Be Patient with the Process
These are just a few of the many ways counselors are essential guides on the journey to mental wellness. One of the things that I have learned is that this is a process that takes as long as it takes, don’t be impatient with it. Sorting out the way your brain works can be challenging, but you will identify therapy goals with your counselor so that you can measure progress and have a focus for your therapy.
One of the biggest problems for me once I started going to therapy was that for many years I would only seek counselling when I was in crisis, and never in an effort to work through the brain and behavior patterns and habits I had developed while struggling with a brain that was misbehaving. This was such a mistake and caused tremendous discouragement and frustration for me. When I finally realized how critical it was for me to seek counseling not just for the crises in my life, but to prevent them, I finally saw real, lasting, meaningful change in my mind and my life.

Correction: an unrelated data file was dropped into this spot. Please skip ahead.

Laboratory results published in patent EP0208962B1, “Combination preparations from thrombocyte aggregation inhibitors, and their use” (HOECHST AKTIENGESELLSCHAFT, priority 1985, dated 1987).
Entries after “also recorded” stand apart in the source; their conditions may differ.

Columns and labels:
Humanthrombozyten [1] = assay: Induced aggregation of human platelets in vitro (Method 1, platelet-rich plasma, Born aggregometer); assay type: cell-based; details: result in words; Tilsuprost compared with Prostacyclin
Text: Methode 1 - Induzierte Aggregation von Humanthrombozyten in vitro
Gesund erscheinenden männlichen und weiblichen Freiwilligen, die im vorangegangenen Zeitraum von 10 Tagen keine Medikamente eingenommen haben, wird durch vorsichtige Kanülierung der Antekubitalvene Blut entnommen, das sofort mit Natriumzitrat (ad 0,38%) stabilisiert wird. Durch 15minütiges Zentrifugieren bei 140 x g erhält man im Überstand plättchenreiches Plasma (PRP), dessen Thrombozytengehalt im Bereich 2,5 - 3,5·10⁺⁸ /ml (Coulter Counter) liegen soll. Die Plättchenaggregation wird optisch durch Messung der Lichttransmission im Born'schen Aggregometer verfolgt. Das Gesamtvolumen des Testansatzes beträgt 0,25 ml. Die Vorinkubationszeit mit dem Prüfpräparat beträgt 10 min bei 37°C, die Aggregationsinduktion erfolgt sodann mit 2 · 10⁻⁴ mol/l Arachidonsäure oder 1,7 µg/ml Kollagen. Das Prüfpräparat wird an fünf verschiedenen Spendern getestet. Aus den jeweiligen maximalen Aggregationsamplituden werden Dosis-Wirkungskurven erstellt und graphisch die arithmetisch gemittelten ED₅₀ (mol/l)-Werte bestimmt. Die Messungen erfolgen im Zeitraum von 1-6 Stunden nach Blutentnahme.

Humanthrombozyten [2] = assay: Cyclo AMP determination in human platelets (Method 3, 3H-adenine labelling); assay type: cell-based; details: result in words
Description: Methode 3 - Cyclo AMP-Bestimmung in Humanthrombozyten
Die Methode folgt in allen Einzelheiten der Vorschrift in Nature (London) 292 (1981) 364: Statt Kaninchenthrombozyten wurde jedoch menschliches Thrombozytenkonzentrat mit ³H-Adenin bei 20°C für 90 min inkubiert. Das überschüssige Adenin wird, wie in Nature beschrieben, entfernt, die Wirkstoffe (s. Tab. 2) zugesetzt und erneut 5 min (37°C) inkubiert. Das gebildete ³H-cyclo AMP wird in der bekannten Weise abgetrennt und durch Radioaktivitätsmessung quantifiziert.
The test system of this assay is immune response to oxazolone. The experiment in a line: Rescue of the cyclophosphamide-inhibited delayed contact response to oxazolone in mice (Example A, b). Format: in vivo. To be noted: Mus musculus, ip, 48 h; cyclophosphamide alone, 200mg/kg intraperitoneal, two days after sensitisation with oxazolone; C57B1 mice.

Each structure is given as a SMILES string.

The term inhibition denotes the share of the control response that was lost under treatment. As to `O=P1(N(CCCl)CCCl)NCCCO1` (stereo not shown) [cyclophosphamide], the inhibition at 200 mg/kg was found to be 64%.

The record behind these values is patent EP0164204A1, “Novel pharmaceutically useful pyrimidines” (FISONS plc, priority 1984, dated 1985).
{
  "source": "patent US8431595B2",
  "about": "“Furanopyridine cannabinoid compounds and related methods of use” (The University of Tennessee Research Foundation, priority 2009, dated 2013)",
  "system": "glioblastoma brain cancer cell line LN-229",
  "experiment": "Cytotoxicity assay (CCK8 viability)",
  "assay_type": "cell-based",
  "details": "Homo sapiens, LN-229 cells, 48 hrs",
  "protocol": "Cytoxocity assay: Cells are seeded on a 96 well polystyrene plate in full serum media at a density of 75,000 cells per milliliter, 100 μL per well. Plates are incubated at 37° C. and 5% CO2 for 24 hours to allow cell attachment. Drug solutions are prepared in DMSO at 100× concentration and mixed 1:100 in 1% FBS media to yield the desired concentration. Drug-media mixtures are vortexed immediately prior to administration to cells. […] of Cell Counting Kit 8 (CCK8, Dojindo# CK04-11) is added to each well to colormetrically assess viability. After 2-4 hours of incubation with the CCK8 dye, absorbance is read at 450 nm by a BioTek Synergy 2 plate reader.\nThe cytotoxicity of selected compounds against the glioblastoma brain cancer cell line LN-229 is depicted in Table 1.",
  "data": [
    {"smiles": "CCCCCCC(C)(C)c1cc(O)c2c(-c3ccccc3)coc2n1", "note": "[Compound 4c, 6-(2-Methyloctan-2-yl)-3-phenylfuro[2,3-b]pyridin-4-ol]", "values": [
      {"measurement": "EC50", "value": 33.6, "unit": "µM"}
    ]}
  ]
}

Mental Health Checkups
I will likely never stop going to counseling all together. Just like a diabetic has checkups with their doctor to make sure everything is going well, it is important to have “mental health checkups” regularly with your therapist to make sure you are still moving forward on your journey to optimal mental wellness.
It takes a lot of emotional energy to establish yourself with a therapist you feel comfortable with and the more they get to know you the better they can help you. So once you find a counselor or therapist who is effective and you trust–even when you have reached your therapy goals–it is important to check in once every 3, 6 or 12 months (you decide with your therapist) for your “mental health checkup.”
I am so thankful for the counselors over the years who have helped me learn how to live well with Bipolar Disorder. Counseling is not a crutch, it is a necessary tool that will help you on your journey to learn how to live a healthy, balanced, and productive life with Bipolar Disorder.